Also, traditionally, dependence has been romanticized. Women in particular are encouraged to prove they just can’t manage/live without their spouse. So it is common to hear of men who can only drink tea made by the wife, or wives who can’t pass their day, choose their wardrobe, decide what to watch/read etc without first consulting with their husbands.

Henpecked husband: By the way, why didn’t you pick up when I called you for the 15th time? Oh, you are the only one who is busy with client calls and still what do you even make?”

IHM – Sounds bored and/or insecure. One sees such unhappy wives in many Indian movies, does she feel she is not a priority in his life?

Also, everybody should have their own  interests, social life, self reliance, money and life, even married couples.

Henpecked husband: Honestly, in my experience of looking around at families of working class professionals, I find the above to be a much more frequent scenario than the one you described in your article. A few days back, we were out on a team lunch and a 27ish female in my team was talking about her ongoing prospecting. She’s about 5’2″ and must be weighing about 65, if not more. She was conveying how scandalized she was when a few prospects asked her if she would consider losing some weight. In her online profile, one of the chief criteria for a suitable spouse reads “Must be earning at least 15 LPA” (her own confession). A poor soul asked her about her salary and how much her savings were. And in her own words – “I couldn’t believe myself. How can someone be so cheap? I felt like hitting him right there”. Just to put the torture to an end, one of us asked her what she wanted her spouse to be like. “Well, I really love Salman Khan. But obviously the guy has to be tall, handsome and rich”. I guess this is the guy she would so kindly “settle” for.

IHM – Most Indian women, even today, are raised to see career and financial self reliance as an option and Getting Married and Staying Married as the only goal in their life. I think this will change in the coming years and then women will look for Partners not Providers in their spouses, many women then will be able to take their careers seriously and many would be fine with their partners choosing to work from home or being home makers while they (the women)  focus on their careers. Men too would see that there is more to a life partner than skin color, weight, obedience, chastity, cooking skills, a flexible career, dowry etc.

Henpecked husband: What really bothers me about most women is how naturally they want to be treated as royalty and are fully convinced they deserve that, just because they are females and so kindly agreed to marry that loser who btw, has to be earning at least 15 LPA. But I guess it’s not only within a marriage. We had gone to watch a play in a large group sometime back and decided to catch some dinner post that. We were discussing venues and one of my female friends suggested a pretty expensive place. Most of us hadn’t been there/ hadn’t heard of it so everyone agreed to try it out. The female btw, is extremely articulate especially when it comes to women rights and how women are the better gender. We arrived and ordered. An hour later, she got a call from a friend she was meeting later that night and told everyone she got to go. I had to leave a bit early too. So we quickly ordered main course while others gorged on starters. It was a motley group having many I had met for the first time. I guessed my share should come around 400-500, so I just caught hold of a guy I had been talking to and paid him 500 towards my share. The female got up pretty elegantly not bothering about such trivialities and asked me if I could drop her off in an auto to her friend’s place. It was the other side of town but it was the gentlemanly thing to do. We rode 10 kms in the opposite direction after which she got off, said a quick thanks and took off. It was below her stature to even “offer” to pay for herself.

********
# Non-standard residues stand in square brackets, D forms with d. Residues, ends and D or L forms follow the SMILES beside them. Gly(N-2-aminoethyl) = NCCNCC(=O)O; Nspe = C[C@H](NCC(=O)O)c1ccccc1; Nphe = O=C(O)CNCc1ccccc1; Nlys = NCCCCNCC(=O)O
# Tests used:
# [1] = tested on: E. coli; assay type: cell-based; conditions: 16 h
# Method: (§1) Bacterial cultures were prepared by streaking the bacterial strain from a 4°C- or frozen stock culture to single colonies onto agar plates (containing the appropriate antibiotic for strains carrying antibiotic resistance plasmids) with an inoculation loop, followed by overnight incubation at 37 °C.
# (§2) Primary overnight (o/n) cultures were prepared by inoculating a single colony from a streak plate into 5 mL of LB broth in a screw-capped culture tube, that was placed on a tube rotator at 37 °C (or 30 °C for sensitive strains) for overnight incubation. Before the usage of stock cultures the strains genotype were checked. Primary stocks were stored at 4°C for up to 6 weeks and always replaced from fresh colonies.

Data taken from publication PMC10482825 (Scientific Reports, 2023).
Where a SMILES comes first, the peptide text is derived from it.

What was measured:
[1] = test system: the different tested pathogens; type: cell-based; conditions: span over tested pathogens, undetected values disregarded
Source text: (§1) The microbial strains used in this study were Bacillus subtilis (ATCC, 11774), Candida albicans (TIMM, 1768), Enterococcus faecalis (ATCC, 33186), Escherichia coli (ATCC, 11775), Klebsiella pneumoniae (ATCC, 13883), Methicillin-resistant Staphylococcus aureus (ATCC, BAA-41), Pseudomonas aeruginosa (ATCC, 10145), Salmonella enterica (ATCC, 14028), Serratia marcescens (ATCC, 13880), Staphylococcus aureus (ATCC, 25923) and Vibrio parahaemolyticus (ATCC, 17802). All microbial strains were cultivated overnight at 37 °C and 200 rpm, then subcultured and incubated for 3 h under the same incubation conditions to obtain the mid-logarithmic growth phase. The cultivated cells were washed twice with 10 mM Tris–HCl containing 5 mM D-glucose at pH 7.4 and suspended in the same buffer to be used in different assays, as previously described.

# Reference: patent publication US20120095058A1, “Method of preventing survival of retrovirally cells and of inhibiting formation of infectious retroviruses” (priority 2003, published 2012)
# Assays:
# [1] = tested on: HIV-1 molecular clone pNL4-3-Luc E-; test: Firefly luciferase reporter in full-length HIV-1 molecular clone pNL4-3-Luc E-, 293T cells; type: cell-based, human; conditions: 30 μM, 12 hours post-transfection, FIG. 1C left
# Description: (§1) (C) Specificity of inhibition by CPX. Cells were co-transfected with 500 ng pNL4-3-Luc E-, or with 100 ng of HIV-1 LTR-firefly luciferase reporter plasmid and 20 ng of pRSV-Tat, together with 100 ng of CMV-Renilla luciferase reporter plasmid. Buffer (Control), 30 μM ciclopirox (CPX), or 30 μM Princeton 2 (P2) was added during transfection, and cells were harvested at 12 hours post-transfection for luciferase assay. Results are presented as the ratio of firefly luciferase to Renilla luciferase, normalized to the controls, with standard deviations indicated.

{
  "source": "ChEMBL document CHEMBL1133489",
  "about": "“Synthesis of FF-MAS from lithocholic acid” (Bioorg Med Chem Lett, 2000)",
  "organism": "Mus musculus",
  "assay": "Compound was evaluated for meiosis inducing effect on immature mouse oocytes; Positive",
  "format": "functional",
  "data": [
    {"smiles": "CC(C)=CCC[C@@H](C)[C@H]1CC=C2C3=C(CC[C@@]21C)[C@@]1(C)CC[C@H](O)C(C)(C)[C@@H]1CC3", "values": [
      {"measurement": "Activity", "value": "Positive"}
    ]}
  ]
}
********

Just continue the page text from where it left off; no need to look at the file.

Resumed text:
IHM – Chivalry should be replaced with basic courtesy which should be extended to all, women, men and children. It is okay to remind everybody to pay for their order, unless one has invited them. It’s also okay to politely ask them to pay if they don’t do so on their own.

Henpecked husband: We have so often heard about all the great things each woman does in a family as a mother, wife, sister, daughter, sister-in-law and so on. My obvious question to this is that aren’t there counterpart roles for males in each of these relations? He also fulfills all his duties as a father, husband, brother, son and brother-in-law. Anyone who has even been torn b/w his mother and wife in nothing more than a “power struggle” to make him cater to her whims surely understands what I am saying. But here we have all these soap operas portraying a female marrying as the greatest sacrifice in human history. What about the male who bears a 24*7 nagging of a wife who would simply never be happy whatever he might do?

IHM – I think women who talk about all the sacrifices that they make for their families are those who were given little choice in making these ‘sacrifices’, including in who they marry. Young Indian men are also under pressure to provide caring daughters in law for their parents, and while they may not get to choose who they marry, they are expected to ensure the wife is respectful, subservient, dutiful and obedient to their families – it’s seen as a sign of their manliness and good values that they do not show much obvious affection to her (while she is expected to constantly prove her devotion by obeying, fasting, praying, ‘adjusting’, serving hot meals, eating last etc). Unlike women, men do not need to relocate and also have their family’s support in ensuring their life partner puts the in law’s happiness before her own happiness – since the man’s happiness is connected to the wife’s happiness, this is a ‘sacrifice’ pampered and valued Indian sons are expected to make.